In my Torah studies I’ve learnt that not only should you do the right thing, but you should also be seen to be doing the right thing. The example I was given was that a Jew shouldn’t enter a non-kosher restaurant to use the facilities, lest someone think that he or she might be eating there. Should we be more concerned with the appearance of doing right (or wrong) or the actual practice?


Certainly we should be more concerned about what we do than how we look. But this does not mean that we can completely ignore the way things appear to others.

We cannot be invisible. Nobody lives in a vacuum (unless you are a vacuum cleaner bag). Our actions impact others whether we like it or not. Every individual contributes to the social fabric. And so we are responsible not only for our actions, but also for the impression they make, because we are responsible for the morality of others, not just our own. Any behavior that might work against the furtherance of goodness is a moral problem.

It isn’t about my reputation as much as it is about my influence. When I do something that looks wrong, even if I have a perfectly good and innocent explanation, the damage is done.

If I enter a non-kosher restaurant to use the facilities, while I have not broken any law of keeping kosher, I have bridged the divide between kosher and not kosher, and invite others to do the same. In the same way, if I have a glass of soy milk during a meal of steak, I give off the impression that I could drink milk with meat (unless the container is displayed prominently on the table).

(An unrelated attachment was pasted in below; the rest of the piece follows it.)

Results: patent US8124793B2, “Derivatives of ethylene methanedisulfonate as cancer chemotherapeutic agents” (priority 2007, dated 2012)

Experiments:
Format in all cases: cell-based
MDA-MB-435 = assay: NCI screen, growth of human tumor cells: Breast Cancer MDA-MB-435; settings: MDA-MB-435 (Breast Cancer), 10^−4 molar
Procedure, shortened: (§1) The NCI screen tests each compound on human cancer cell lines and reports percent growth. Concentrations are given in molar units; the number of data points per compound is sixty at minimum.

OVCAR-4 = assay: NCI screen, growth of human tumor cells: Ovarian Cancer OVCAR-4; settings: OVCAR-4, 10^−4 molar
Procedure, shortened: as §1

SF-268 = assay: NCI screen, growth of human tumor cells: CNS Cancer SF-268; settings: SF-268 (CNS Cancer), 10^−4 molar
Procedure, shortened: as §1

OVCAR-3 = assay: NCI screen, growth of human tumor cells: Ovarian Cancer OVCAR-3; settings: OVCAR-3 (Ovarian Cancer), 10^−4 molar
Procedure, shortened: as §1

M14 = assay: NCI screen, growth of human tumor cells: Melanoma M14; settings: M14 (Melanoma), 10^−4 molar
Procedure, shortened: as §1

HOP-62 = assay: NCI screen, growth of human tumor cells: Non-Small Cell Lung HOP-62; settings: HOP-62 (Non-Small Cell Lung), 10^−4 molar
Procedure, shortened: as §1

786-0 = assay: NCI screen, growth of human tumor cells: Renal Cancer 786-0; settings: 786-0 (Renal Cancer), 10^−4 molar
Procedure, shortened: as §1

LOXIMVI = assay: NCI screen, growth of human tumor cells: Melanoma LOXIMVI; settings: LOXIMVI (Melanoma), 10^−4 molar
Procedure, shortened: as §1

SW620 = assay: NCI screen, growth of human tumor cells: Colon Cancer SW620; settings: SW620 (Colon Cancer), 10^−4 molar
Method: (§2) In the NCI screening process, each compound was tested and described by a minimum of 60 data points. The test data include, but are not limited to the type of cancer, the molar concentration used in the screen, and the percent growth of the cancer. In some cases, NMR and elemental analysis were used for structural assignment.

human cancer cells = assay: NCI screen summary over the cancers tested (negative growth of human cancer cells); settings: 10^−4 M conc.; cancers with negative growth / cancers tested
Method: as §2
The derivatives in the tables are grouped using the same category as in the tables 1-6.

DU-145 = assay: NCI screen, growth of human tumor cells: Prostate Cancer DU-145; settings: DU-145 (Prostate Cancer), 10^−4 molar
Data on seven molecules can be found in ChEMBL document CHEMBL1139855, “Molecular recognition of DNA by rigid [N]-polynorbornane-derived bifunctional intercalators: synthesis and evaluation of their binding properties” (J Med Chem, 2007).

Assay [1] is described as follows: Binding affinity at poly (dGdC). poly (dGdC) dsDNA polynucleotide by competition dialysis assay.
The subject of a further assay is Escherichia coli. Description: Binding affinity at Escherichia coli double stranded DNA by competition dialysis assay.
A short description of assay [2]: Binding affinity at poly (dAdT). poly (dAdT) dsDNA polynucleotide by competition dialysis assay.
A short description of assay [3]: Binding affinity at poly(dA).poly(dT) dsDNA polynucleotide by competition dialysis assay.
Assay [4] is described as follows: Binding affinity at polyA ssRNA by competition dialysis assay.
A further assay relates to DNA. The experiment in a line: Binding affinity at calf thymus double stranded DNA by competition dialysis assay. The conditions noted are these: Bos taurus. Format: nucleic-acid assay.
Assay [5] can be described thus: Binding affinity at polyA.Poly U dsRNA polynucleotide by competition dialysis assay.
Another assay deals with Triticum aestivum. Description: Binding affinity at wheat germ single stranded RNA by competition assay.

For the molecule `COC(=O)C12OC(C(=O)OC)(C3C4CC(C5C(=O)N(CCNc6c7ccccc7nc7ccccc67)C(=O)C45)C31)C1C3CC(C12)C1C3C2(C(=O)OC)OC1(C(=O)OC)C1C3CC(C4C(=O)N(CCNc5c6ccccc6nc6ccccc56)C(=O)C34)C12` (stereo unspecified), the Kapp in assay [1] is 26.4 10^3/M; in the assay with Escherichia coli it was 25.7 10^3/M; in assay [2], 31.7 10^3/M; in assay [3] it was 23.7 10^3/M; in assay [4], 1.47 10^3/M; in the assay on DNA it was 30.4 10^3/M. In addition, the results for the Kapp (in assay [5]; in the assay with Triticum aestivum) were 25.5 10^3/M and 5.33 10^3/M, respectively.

But there’s a deeper reason not to do something that just looks wrong, even if it isn’t wrong, and even if no one is looking. And that is because not only can such activity affect others, it can affect us too.

Actors know that when you play a character, you can sometimes become that character. The self we project to others can sometimes be absorbed into our own identity. And so by looking like you are doing something wrong, you may come to actually do it. By feeling comfortable in a place you don’t really belong, you may end up thinking you do belong there. You can’t remain immune from your surroundings, or from your own actions.

This law, called mar’it ayin, teaches some powerful lessons: your morality is my business; I affect my surroundings and my surroundings affect me; and together we form a community, so everyone’s actions count.